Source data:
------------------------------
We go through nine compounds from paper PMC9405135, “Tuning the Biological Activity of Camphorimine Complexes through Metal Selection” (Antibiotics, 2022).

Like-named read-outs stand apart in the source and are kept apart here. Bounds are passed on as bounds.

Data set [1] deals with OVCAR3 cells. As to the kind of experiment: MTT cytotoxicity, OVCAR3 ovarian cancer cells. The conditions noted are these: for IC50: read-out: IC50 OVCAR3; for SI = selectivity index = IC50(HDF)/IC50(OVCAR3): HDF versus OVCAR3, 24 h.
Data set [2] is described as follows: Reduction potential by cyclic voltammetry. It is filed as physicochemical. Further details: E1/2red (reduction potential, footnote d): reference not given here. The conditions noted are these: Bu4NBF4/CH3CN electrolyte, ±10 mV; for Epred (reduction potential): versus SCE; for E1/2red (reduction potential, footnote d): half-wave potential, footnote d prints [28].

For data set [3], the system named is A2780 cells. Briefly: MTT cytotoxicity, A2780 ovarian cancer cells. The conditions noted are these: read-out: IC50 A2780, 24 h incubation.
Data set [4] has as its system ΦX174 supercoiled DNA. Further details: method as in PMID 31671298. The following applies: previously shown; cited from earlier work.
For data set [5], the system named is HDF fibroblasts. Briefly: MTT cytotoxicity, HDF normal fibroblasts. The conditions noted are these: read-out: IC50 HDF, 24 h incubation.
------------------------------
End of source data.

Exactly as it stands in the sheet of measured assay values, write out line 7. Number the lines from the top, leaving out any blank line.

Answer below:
For data set [5], the system named is HDF fibroblasts. Briefly: MTT cytotoxicity, HDF normal fibroblasts. The conditions noted are these: read-out: IC50 HDF, 24 h incubation.